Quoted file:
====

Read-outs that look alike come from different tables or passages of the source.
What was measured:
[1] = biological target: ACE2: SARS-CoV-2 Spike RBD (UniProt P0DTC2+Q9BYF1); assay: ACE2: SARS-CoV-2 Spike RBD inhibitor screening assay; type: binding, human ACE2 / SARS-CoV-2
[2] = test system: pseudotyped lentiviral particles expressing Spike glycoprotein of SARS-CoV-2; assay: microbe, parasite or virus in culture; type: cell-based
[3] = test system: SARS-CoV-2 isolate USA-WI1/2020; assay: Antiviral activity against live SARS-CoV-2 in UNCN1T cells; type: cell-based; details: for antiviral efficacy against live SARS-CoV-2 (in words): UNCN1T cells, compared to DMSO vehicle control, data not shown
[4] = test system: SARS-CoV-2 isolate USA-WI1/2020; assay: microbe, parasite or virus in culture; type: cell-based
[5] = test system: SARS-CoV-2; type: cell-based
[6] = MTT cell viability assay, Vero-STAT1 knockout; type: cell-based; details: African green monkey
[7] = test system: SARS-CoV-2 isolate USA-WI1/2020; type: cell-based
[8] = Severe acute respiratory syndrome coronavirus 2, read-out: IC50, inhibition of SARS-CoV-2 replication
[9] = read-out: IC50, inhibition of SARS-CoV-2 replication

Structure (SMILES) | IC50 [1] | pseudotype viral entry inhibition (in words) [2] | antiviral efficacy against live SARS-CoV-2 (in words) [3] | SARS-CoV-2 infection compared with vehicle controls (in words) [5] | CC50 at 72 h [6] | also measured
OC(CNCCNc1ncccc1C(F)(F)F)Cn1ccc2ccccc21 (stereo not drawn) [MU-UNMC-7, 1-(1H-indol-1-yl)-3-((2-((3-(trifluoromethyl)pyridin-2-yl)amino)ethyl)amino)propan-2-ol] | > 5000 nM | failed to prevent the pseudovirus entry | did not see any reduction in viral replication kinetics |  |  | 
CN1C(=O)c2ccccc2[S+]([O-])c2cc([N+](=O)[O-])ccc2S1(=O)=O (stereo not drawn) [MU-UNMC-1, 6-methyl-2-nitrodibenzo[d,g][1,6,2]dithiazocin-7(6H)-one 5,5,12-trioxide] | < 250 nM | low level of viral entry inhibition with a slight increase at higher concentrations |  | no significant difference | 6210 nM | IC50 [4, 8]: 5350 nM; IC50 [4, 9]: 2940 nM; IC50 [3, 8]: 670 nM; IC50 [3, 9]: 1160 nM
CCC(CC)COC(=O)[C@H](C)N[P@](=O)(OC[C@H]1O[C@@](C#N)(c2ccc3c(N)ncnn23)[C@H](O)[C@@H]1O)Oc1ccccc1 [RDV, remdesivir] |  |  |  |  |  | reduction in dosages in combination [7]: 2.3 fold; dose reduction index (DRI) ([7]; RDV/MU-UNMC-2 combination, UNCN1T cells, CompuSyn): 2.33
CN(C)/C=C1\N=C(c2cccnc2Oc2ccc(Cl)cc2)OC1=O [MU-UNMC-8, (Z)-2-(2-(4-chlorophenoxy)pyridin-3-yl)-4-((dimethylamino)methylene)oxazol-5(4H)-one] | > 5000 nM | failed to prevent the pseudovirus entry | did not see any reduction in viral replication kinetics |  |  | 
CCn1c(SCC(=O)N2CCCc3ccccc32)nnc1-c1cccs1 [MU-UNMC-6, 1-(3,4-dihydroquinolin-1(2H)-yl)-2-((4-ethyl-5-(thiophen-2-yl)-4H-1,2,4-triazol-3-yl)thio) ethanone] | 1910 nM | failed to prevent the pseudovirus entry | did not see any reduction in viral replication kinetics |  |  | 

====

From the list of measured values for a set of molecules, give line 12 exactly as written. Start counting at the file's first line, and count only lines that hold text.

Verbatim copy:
Structure (SMILES) | IC50 [1] | pseudotype viral entry inhibition (in words) [2] | antiviral efficacy against live SARS-CoV-2 (in words) [3] | SARS-CoV-2 infection compared with vehicle controls (in words) [5] | CC50 at 72 h [6] | also measured